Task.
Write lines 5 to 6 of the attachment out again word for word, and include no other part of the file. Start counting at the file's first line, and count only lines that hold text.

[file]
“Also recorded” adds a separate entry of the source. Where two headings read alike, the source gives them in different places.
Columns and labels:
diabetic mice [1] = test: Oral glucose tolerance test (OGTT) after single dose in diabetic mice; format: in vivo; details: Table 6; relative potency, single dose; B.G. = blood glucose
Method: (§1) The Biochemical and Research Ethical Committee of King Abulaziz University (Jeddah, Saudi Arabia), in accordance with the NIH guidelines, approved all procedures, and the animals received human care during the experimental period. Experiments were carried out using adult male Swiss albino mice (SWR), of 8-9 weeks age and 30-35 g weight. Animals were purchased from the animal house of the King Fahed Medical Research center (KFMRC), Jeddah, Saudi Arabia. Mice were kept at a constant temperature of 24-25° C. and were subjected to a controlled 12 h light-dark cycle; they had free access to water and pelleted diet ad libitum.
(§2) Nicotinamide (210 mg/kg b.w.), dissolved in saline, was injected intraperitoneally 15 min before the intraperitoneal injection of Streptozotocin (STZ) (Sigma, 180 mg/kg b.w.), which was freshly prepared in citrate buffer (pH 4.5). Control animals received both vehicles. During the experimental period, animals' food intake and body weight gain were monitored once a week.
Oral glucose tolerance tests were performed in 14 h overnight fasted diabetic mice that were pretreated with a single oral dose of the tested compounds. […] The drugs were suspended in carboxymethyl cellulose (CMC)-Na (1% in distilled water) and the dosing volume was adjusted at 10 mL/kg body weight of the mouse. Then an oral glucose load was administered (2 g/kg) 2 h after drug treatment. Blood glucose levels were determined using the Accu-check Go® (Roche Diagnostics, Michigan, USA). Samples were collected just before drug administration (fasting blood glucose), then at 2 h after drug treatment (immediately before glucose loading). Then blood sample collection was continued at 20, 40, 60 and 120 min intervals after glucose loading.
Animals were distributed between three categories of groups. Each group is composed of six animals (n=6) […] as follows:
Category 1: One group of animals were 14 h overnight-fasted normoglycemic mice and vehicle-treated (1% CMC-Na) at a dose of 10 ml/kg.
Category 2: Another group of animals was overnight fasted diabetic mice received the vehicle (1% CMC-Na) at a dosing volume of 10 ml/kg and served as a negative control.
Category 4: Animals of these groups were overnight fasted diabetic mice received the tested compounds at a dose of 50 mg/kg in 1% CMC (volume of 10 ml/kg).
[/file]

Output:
(§2) Nicotinamide (210 mg/kg b.w.), dissolved in saline, was injected intraperitoneally 15 min before the intraperitoneal injection of Streptozotocin (STZ) (Sigma, 180 mg/kg b.w.), which was freshly prepared in citrate buffer (pH 4.5). Control animals received both vehicles. During the experimental period, animals' food intake and body weight gain were monitored once a week.
Oral glucose tolerance tests were performed in 14 h overnight fasted diabetic mice that were pretreated with a single oral dose of the tested compounds. […] The drugs were suspended in carboxymethyl cellulose (CMC)-Na (1% in distilled water) and the dosing volume was adjusted at 10 mL/kg body weight of the mouse. Then an oral glucose load was administered (2 g/kg) 2 h after drug treatment. Blood glucose levels were determined using the Accu-check Go® (Roche Diagnostics, Michigan, USA). Samples were collected just before drug administration (fasting blood glucose), then at 2 h after drug treatment (immediately before glucose loading). Then blood sample collection was continued at 20, 40, 60 and 120 min intervals after glucose loading.